Ensuring food safety is a difficult job. A global marketplace provides a diverse array of food products. Many processed foods are manufactured through complex technology. New strains of Escherichia coli are emerging - such as the O104:H4 strain in the recent German outbreak2 - and we're seeing unexpected pathogens in some food items, such as salmonella in nuts. Given our complex food-distribution channels, it's not easy to trace contaminated products to their source rapidly.
The challenge is great, but we believe we have a historic opportunity to reduce foodborne illness under the new Food Safety Modernization Act (FSMA). Enacted on January 4, 2011, the FSMA gives the Food and Drug Administration (FDA) a modern mandate and toolkit to improve the safety of the country's food supply.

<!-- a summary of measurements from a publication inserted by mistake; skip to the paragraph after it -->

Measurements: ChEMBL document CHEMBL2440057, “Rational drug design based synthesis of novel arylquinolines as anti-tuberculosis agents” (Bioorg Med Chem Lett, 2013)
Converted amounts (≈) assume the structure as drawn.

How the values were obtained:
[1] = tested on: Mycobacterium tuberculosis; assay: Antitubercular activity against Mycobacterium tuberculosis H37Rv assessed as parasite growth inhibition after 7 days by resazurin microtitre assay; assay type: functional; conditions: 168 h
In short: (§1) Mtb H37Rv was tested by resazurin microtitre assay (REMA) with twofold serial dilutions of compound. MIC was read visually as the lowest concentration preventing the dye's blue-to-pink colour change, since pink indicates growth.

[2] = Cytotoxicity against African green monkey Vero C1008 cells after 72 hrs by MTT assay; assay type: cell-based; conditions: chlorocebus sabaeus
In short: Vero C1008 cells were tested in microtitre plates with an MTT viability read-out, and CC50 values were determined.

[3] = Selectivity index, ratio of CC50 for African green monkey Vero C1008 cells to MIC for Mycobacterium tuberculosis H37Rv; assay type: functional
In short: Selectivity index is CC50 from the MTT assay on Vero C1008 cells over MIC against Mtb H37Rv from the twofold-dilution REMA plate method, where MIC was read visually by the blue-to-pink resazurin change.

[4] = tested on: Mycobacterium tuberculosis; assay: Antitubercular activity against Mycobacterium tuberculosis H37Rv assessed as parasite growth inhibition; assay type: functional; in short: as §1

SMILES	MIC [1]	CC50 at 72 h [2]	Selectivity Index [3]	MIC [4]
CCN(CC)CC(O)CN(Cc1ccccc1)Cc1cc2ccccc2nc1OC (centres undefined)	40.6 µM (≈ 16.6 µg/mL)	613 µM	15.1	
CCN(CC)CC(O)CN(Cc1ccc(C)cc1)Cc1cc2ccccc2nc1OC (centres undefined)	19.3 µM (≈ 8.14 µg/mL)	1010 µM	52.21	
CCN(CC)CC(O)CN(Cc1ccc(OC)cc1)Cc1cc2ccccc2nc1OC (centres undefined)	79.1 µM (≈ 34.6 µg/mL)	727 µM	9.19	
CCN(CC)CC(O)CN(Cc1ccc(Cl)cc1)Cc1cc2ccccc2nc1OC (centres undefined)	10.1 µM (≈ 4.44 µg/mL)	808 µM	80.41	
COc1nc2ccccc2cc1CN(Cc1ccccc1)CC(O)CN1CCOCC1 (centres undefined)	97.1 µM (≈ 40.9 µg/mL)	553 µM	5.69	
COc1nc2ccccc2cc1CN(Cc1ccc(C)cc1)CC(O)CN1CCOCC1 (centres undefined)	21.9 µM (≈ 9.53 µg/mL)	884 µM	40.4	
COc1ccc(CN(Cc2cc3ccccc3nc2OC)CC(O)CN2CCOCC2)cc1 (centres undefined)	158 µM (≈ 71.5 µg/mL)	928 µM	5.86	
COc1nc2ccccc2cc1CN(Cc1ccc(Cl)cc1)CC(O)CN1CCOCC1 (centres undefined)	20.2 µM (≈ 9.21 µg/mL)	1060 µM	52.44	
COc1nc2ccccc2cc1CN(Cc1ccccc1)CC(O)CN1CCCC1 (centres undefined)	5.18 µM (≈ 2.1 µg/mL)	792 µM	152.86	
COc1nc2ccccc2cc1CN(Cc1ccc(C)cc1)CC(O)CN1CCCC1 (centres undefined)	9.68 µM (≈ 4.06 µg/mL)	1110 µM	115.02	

Most fundamentally, the law clarifies that people and businesses that provide food to the public, whether they produce, process, transport, or sell food, are responsible for taking the steps necessary to ensure that they've identified and controlled hazards that could make food unsafe. Though most companies take proper precautions, it takes only one uncontrolled situation to cause an outbreak. The FDA's core job under the FSMA is to set modern prevention-oriented standards and ensure high rates of compliance. Consumers have a responsibility to ensure food safety by properly handling, preparing, and storing food, but they should not be responsible for correcting mistakes that were made earlier in the farm-to-table chain.